At the S extremity of the city is a building complex that has been identified as the gymnasium for young men because of inscriptions including lists and ephebic names, some still in archaic characters, and dedications to Hermes. The gymnasium is constructed in part on the rock and in part on an artificial terrace supported by three strong terrace walls. Still preserved is an archaic nucleus with a grotto dug into the rock and later transformed into a room. It is dedicated to Hermes and to Herakles. Later structures were added in the 3d c. B.C., including a rotunda with columns. At the center opens a roughly trapezoidal court.
  At the N extremity of the city is the Sanctuary of Demeter and Kore, and a temenos dedicated by Artemidoros of Perge to various divinities, dating from the 3d c. B.C. The necropolis in use during archaic, Classical, and Hellenistic times is still being explored. It is at Sellada, on the NE slope of the hill, along the road that led to the port of Oia. The archaic tombs were pits containing cremation burials, with a simple cube on which was written the name of the deceased serving as a funerary monument. In the Classical and Hellenistic tombs the ashes were deposited in vases. Notable among the rich finds are three kouroi from the end of the 7th c., painted local and imported pottery, and sculpted stelai from the 5th c.
  Descending from Sellada toward Perissa one finds the remains of a heroon transformed into a sepulchral building during the early years of the Empire, and the ruins of a Byzantine convent. The remains of Byzantine fortifications are found N of the city. In the region of Akrotiri a temple from the 3d c. B.C. in white marble with a rectangular plan, dedicated to Thea Basileia, has been transformed into a chapel of St. Nicholas Marmarotis. Inside, before the door, a niche flanked by two columns on each side held the ancient cult image. A new museum was constructed at Thera in 1968.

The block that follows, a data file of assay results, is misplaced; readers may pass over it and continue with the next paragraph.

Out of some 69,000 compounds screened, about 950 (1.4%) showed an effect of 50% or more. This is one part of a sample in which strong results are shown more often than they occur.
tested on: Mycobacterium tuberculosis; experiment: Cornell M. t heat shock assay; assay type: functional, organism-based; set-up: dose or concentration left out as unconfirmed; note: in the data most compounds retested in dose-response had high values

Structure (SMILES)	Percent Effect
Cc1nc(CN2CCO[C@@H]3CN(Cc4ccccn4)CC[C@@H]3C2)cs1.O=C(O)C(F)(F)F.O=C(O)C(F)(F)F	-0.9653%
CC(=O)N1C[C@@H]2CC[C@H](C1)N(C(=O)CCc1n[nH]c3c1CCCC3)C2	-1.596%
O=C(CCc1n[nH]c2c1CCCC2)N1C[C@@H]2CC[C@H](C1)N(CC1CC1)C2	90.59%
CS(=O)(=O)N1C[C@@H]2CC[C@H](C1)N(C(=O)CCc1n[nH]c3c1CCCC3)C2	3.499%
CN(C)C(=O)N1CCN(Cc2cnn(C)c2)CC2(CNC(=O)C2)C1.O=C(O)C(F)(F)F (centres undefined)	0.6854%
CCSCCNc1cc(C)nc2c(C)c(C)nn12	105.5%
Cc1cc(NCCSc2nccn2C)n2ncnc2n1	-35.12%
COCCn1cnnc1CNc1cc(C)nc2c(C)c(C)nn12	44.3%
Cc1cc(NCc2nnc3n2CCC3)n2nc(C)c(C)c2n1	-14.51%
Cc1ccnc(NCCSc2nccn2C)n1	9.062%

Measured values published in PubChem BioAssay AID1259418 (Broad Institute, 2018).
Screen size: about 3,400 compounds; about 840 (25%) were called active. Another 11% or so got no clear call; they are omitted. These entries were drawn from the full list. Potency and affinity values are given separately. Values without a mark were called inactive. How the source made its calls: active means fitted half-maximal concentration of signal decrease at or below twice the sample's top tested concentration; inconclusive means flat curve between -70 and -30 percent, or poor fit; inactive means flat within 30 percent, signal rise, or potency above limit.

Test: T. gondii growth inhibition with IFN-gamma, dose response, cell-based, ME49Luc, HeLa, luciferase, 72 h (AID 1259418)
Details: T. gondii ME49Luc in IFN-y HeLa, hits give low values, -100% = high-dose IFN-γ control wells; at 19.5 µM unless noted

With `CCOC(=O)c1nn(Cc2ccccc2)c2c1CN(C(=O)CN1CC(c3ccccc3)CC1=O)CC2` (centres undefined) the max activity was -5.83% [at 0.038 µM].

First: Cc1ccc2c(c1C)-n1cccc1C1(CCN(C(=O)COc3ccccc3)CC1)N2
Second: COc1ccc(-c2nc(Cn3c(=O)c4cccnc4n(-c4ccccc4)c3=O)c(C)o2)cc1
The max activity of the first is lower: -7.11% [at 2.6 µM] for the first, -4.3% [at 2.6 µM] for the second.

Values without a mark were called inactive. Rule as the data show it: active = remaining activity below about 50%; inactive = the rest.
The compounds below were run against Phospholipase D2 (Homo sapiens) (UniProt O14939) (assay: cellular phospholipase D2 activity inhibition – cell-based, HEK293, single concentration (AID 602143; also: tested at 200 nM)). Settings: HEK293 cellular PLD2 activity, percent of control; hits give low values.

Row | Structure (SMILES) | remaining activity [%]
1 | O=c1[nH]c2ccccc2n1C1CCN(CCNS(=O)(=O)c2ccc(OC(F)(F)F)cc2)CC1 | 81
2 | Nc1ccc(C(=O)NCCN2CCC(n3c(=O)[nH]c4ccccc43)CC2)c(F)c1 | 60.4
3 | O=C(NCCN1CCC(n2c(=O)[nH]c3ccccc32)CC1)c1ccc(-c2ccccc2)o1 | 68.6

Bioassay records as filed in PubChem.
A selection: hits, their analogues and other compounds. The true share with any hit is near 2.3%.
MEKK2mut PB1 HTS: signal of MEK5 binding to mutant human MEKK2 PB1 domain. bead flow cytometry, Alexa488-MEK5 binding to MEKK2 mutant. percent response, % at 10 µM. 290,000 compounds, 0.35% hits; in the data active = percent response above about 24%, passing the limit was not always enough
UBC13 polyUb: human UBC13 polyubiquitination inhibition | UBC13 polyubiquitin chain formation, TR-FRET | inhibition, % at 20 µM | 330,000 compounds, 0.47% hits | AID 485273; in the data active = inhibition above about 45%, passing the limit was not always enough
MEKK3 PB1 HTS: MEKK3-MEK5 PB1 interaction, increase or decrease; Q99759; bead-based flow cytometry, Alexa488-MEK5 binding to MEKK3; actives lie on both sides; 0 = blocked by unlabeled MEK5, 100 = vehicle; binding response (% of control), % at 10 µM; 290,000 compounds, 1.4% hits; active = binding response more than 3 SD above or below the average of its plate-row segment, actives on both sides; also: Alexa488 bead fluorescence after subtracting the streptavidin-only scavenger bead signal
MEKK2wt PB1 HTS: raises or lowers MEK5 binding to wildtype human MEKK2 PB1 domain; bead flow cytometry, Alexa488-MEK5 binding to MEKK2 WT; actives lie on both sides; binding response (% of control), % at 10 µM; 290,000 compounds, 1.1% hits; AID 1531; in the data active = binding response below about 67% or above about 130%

L. Vlad Borrelli, ed.
This text is from: The Princeton encyclopedia of classical sites, Princeton University Press 1976. Cited Feb 2003 from Perseus Project URL below, which contains 19 image(s), bibliography & interesting hyperlinks.

Perseus Site Catalog


Thera is the most southerly of the Cyclades, lying only 140 km north of Crete. Since 1626 B.C., when a violent volcanic eruption destroyed the island, Thera has taken the shape of a semicircle opening to the west. Across from the main island there are two smaller uninhabited islands: Therasia, with an area of 9 sq. km, and Aspronisi with an area of 2 sq. km. Excavations on these islands and at the site of Akrotiri have shown that Thera was flourishing and prosperous in the second millennium B.C., and while the inhabitants of the island were in contact with the Minoan civilization of Crete, they developed an individual and unique culture. Thera was not re-inhabited until many years after the huge eruption, when Dorian settlers established themselves on the island. On a southeastern section of the island, above the coastal village of Kamari, lies the rocky site of the ancient village of Thera. The site includes a temenos, a temple to Apollo Pythios and to Apollo Karneios, an agora, and a gymnasium with many inscriptions. There is an archaeological museum on the island which houses material from the Cycladic and Minoan periods.